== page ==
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NATIONAL Education Union joint general secretary Kevin Courtney has called Cuba’s “free, universal and inclusive education system a beacon across Latin America and the Caribbean.”
At a time when socialist governments across the continent face destabilisation and worse, it’s worth a look at what a difference they can make to people’s lives.
After this month’s Unions for Cuba conference Nayda Elisa Diaz Luis of Cuba’s education union the SNTECD met me to explain some of the ways in which Cuba’s schools are different from those over here.
Nayda became a teacher after graduating in history and Marxism and quickly got involved in the union as she “always liked to represent fellow workers. I started as a trade-union activist working at the grassroots.
“Over time I was given greater responsibilities, became a union secretary at provincial level and worked with the CTC [Cuba’s trade union federation] and then I was promoted to work in Havana.
“None of that happens without the votes of the workers in the union. They elect the trade union leaders, so you are always accountable to the base.”
In stark contrast to Britain — though this could change if we elect a Labour government next month — teachers in Cuba have a big say on education policy and much of that influence goes via their union.
“We determine the policies that are to be implemented. Each month, we participate in a directive council transmitting the opinions, suggestions and alternative proposals made in the education sector to the Ministry of Education.”
The role of the working class and unions in shaping policy is strengthened in Cuba’s new constitution, she says.
“The constitution was constructed on the basis of popular opinion, with different commissions including an education commission consulting on changes. Thousands of workplace meetings took place as part of the consultation. It’s a democratic constitution geared to the contemporary situation in Cuba, strengthening socialism.”
It’s not just at national level that constant discussion around education policy takes place.
“Parents, teachers, unions, local companies and the whole community take part in popular councils. Schools are the most important cultural centres of the community.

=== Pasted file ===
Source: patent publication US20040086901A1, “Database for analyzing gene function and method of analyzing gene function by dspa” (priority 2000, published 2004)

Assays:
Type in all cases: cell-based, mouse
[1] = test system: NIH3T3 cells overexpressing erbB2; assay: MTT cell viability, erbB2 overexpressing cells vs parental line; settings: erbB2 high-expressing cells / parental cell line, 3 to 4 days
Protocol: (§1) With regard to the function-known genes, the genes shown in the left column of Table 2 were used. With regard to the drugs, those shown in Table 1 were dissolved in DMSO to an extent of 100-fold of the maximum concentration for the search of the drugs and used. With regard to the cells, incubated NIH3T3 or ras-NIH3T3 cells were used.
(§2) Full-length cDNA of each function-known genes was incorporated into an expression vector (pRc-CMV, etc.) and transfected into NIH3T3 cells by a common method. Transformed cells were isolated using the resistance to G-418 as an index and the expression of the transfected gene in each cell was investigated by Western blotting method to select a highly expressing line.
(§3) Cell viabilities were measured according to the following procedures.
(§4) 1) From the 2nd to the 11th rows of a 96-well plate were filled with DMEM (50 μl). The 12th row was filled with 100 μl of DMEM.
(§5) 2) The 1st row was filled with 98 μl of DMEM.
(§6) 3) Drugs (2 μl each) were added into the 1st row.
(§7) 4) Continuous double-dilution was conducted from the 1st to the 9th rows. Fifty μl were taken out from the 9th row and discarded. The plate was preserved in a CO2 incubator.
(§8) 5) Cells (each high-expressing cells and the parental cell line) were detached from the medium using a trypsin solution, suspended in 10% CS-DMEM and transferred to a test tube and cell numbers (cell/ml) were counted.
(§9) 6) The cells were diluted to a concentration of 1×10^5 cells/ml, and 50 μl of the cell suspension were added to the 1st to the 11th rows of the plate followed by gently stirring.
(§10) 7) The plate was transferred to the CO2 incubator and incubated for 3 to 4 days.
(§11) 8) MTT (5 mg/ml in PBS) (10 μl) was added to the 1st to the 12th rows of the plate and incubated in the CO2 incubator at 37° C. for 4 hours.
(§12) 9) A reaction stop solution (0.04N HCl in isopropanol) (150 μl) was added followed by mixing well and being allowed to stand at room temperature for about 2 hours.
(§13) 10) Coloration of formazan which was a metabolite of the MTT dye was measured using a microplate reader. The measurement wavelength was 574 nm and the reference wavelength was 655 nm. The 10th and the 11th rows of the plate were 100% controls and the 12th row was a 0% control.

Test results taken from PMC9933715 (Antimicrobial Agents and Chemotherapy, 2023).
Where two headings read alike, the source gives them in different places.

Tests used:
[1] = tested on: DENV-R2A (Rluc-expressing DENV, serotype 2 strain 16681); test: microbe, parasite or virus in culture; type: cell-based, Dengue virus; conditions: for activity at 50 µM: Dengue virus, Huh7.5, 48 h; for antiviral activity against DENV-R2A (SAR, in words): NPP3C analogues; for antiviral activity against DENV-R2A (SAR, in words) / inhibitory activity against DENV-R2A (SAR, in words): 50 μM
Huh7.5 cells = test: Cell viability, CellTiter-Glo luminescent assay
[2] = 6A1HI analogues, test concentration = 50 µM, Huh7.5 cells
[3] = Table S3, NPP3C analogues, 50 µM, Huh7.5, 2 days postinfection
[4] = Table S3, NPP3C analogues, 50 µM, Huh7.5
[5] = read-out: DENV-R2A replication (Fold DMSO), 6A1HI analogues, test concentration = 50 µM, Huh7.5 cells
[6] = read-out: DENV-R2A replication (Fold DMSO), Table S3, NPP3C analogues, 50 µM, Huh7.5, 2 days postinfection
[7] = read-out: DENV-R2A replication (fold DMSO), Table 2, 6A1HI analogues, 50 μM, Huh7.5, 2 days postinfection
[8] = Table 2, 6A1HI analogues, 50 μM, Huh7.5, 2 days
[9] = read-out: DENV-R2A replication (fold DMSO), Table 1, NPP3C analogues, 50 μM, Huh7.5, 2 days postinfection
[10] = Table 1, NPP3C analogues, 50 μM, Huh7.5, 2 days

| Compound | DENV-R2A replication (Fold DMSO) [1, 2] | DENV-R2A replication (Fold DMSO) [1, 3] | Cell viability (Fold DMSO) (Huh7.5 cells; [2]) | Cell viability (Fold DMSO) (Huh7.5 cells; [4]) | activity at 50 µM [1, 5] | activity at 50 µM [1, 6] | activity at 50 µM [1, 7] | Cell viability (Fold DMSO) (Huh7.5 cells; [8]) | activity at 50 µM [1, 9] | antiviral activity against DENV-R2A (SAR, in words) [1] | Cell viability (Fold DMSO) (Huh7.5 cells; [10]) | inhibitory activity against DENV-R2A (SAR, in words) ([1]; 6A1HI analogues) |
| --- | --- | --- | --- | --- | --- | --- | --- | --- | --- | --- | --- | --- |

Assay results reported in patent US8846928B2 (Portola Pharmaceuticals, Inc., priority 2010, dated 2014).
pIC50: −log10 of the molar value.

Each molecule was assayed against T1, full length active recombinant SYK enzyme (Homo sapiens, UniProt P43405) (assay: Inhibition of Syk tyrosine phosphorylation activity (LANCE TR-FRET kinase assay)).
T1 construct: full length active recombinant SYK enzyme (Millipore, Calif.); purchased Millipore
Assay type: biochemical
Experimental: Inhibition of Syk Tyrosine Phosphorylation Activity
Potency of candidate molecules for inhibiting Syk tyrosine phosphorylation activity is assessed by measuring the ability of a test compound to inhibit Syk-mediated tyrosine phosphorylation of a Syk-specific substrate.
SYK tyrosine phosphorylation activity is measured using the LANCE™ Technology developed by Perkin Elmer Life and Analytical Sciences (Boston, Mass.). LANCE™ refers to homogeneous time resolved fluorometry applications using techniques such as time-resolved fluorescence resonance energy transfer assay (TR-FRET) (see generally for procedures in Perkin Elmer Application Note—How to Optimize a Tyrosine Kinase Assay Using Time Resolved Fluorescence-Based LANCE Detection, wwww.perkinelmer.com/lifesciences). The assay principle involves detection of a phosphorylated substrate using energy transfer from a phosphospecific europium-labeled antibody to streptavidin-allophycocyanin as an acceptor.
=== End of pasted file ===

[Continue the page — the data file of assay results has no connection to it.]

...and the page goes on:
“Every month, teachers and parents evaluate the academic and disciplinary performance of children and propose activities to improve things.”
Unlike in Britain, parents get paid time off to attend these meetings — a far cry from the “parents’ evenings” here where neither the teacher nor the parent has a serious input into school policy.
“It’s a strategy designed to give priority to children and their families. Education is free, the food is free, music, art and dance is free, as is participation in all kinds of sporting activity. The quality of life of the children is paramount.
“At the monthly meetings the pupils with the best results are recognised. Those who have fallen behind buddy up with students who have done better to help them along.”
The approach is aimed at “developing in young people the values of solidarity, honesty and hard work.” There is complete equality between the sexes and schools receive specialist help for pupils with special educational needs.
Cuba spends double what Britain does on education as a proportion of GDP, and the average class size in the country is just 9.2.
The system sounds fantastic, but the shadow of the US blockade falls over education as it does everything else.
“The blockade affects education in every area. US interference affects the availability of petrol, which affects transport to school. It affects IT and computers. Nothing can arrive in Cuba that has an element manufactured in the US — this is an attack on our sovereignty, but also on the sovereignty of third countries that wish to trade with us.”
It has caused acute shortages of equipment, from braille machines for blind children to musical instruments.
Nayda makes a point of thanking the Cuba Solidarity Campaign and the NEU for bringing these to Cuba in defiance of the blockade, but the small quantities possible — NEU members on a fact-finding delegation had to physically carry in braille machines in their luggage — means the shortages remain acute.
“Despite this Cuba continues with solidarity to other countries. Four thousand people working with the Yes I Can literacy project have taught over nine million people to read and write. Our missions helped eradicate illiteracy in Venezuela, Bolivia and Nicaragua.
“And in turn we receive solidarity from around the world. We know solidarity movements are persecuted. I thank everyone who has so bravely supported us and gone out of their way to help Cuba, and all the countries that vote in the United Nations each year against the US blockade, including your country. It is the most convincing assurance to us that Cuba is not on its own.”
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